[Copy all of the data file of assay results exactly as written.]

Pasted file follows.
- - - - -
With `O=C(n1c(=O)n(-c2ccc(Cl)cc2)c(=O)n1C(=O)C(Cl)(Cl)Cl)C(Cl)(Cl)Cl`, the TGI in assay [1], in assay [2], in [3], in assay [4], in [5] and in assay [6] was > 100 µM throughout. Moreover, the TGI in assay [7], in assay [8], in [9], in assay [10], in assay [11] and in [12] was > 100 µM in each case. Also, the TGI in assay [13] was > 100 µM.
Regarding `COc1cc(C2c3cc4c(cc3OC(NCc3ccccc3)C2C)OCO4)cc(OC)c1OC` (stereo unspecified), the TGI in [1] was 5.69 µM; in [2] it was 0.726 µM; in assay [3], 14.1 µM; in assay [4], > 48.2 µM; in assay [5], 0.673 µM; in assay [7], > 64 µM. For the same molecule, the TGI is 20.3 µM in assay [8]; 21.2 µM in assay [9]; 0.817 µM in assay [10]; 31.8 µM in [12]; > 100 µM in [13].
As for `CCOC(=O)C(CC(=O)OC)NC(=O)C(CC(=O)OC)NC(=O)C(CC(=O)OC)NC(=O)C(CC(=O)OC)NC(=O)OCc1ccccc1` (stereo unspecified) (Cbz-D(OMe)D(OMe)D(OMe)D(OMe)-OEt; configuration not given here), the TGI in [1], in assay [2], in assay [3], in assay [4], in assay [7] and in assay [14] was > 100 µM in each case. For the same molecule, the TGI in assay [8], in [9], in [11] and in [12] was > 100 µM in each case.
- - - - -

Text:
With `O=C(n1c(=O)n(-c2ccc(Cl)cc2)c(=O)n1C(=O)C(Cl)(Cl)Cl)C(Cl)(Cl)Cl`, the TGI in assay [1], in assay [2], in [3], in assay [4], in [5] and in assay [6] was > 100 µM throughout. Moreover, the TGI in assay [7], in assay [8], in [9], in assay [10], in assay [11] and in [12] was > 100 µM in each case. Also, the TGI in assay [13] was > 100 µM.
Regarding `COc1cc(C2c3cc4c(cc3OC(NCc3ccccc3)C2C)OCO4)cc(OC)c1OC` (stereo unspecified), the TGI in [1] was 5.69 µM; in [2] it was 0.726 µM; in assay [3], 14.1 µM; in assay [4], > 48.2 µM; in assay [5], 0.673 µM; in assay [7], > 64 µM. For the same molecule, the TGI is 20.3 µM in assay [8]; 21.2 µM in assay [9]; 0.817 µM in assay [10]; 31.8 µM in [12]; > 100 µM in [13].
As for `CCOC(=O)C(CC(=O)OC)NC(=O)C(CC(=O)OC)NC(=O)C(CC(=O)OC)NC(=O)C(CC(=O)OC)NC(=O)OCc1ccccc1` (stereo unspecified) (Cbz-D(OMe)D(OMe)D(OMe)D(OMe)-OEt; configuration not given here), the TGI in [1], in assay [2], in assay [3], in assay [4], in assay [7] and in assay [14] was > 100 µM in each case. For the same molecule, the TGI in assay [8], in [9], in [11] and in [12] was > 100 µM in each case.